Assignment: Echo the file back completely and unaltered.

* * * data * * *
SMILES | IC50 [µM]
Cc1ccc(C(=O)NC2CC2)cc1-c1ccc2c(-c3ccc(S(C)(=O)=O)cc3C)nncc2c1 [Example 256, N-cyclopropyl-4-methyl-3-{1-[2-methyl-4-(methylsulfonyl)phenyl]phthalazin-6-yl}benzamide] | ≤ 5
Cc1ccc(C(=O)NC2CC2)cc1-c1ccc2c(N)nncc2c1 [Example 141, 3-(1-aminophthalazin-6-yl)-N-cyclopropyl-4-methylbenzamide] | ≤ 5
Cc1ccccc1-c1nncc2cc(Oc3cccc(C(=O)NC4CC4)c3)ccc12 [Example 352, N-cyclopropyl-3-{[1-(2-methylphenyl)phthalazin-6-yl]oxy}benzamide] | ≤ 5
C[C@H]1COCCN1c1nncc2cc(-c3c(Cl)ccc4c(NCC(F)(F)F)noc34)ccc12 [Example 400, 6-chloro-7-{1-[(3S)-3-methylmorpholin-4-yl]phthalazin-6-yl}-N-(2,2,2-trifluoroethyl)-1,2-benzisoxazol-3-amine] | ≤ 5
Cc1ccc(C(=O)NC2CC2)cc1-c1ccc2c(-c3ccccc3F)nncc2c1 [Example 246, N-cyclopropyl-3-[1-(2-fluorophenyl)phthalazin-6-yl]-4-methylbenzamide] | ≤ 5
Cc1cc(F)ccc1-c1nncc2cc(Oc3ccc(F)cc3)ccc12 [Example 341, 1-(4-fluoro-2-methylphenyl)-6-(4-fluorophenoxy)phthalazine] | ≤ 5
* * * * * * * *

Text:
SMILES | IC50 [µM]
Cc1ccc(C(=O)NC2CC2)cc1-c1ccc2c(-c3ccc(S(C)(=O)=O)cc3C)nncc2c1 [Example 256, N-cyclopropyl-4-methyl-3-{1-[2-methyl-4-(methylsulfonyl)phenyl]phthalazin-6-yl}benzamide] | ≤ 5
Cc1ccc(C(=O)NC2CC2)cc1-c1ccc2c(N)nncc2c1 [Example 141, 3-(1-aminophthalazin-6-yl)-N-cyclopropyl-4-methylbenzamide] | ≤ 5
Cc1ccccc1-c1nncc2cc(Oc3cccc(C(=O)NC4CC4)c3)ccc12 [Example 352, N-cyclopropyl-3-{[1-(2-methylphenyl)phthalazin-6-yl]oxy}benzamide] | ≤ 5
C[C@H]1COCCN1c1nncc2cc(-c3c(Cl)ccc4c(NCC(F)(F)F)noc34)ccc12 [Example 400, 6-chloro-7-{1-[(3S)-3-methylmorpholin-4-yl]phthalazin-6-yl}-N-(2,2,2-trifluoroethyl)-1,2-benzisoxazol-3-amine] | ≤ 5
Cc1ccc(C(=O)NC2CC2)cc1-c1ccc2c(-c3ccccc3F)nncc2c1 [Example 246, N-cyclopropyl-3-[1-(2-fluorophenyl)phthalazin-6-yl]-4-methylbenzamide] | ≤ 5
Cc1cc(F)ccc1-c1nncc2cc(Oc3ccc(F)cc3)ccc12 [Example 341, 1-(4-fluoro-2-methylphenyl)-6-(4-fluorophenoxy)phthalazine] | ≤ 5